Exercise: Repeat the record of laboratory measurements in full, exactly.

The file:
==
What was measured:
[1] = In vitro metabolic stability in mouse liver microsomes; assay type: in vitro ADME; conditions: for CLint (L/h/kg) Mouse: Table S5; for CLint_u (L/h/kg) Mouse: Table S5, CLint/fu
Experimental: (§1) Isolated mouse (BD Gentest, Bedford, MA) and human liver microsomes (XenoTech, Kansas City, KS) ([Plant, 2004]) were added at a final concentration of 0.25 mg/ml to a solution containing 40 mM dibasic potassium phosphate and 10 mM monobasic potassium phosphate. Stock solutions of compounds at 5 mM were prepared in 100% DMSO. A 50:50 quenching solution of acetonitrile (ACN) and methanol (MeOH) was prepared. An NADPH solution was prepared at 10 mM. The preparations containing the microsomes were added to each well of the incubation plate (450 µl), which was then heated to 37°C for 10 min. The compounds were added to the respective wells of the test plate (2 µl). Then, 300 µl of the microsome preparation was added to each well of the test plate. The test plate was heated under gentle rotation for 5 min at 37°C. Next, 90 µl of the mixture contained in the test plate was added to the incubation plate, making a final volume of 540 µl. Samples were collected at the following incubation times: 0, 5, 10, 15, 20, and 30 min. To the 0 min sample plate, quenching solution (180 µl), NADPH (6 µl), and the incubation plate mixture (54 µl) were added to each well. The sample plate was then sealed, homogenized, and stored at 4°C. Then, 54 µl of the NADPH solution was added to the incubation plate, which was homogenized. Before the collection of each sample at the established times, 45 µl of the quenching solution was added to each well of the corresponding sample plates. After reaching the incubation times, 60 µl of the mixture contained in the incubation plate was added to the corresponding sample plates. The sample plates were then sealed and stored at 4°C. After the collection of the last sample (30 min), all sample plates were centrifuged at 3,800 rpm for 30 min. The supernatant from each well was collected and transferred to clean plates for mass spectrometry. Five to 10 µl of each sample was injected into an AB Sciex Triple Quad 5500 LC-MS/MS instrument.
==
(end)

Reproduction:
What was measured:
[1] = In vitro metabolic stability in mouse liver microsomes; assay type: in vitro ADME; conditions: for CLint (L/h/kg) Mouse: Table S5; for CLint_u (L/h/kg) Mouse: Table S5, CLint/fu
Experimental: (§1) Isolated mouse (BD Gentest, Bedford, MA) and human liver microsomes (XenoTech, Kansas City, KS) ([Plant, 2004]) were added at a final concentration of 0.25 mg/ml to a solution containing 40 mM dibasic potassium phosphate and 10 mM monobasic potassium phosphate. Stock solutions of compounds at 5 mM were prepared in 100% DMSO. A 50:50 quenching solution of acetonitrile (ACN) and methanol (MeOH) was prepared. An NADPH solution was prepared at 10 mM. The preparations containing the microsomes were added to each well of the incubation plate (450 µl), which was then heated to 37°C for 10 min. The compounds were added to the respective wells of the test plate (2 µl). Then, 300 µl of the microsome preparation was added to each well of the test plate. The test plate was heated under gentle rotation for 5 min at 37°C. Next, 90 µl of the mixture contained in the test plate was added to the incubation plate, making a final volume of 540 µl. Samples were collected at the following incubation times: 0, 5, 10, 15, 20, and 30 min. To the 0 min sample plate, quenching solution (180 µl), NADPH (6 µl), and the incubation plate mixture (54 µl) were added to each well. The sample plate was then sealed, homogenized, and stored at 4°C. Then, 54 µl of the NADPH solution was added to the incubation plate, which was homogenized. Before the collection of each sample at the established times, 45 µl of the quenching solution was added to each well of the corresponding sample plates. After reaching the incubation times, 60 µl of the mixture contained in the incubation plate was added to the corresponding sample plates. The sample plates were then sealed and stored at 4°C. After the collection of the last sample (30 min), all sample plates were centrifuged at 3,800 rpm for 30 min. The supernatant from each well was collected and transferred to clean plates for mass spectrometry. Five to 10 µl of each sample was injected into an AB Sciex Triple Quad 5500 LC-MS/MS instrument.